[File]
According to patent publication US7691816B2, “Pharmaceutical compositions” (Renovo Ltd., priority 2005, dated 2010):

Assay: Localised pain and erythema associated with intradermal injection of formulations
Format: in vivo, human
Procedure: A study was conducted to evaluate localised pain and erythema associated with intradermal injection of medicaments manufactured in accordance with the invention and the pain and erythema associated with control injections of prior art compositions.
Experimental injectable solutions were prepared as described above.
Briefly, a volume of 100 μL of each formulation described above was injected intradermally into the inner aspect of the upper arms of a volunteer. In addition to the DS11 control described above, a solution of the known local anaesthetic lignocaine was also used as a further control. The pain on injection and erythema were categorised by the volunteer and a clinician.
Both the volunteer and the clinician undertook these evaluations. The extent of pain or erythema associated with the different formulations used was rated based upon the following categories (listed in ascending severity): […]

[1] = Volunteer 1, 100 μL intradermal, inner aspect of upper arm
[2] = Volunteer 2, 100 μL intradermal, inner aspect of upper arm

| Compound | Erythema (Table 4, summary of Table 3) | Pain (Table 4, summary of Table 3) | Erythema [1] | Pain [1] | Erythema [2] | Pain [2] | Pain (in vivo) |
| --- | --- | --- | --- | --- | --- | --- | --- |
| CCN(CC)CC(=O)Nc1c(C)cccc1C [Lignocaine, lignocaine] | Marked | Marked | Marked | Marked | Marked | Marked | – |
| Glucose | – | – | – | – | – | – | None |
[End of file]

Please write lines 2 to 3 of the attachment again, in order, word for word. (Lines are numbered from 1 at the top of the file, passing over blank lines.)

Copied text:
Assay: Localised pain and erythema associated with intradermal injection of formulations
Format: in vivo, human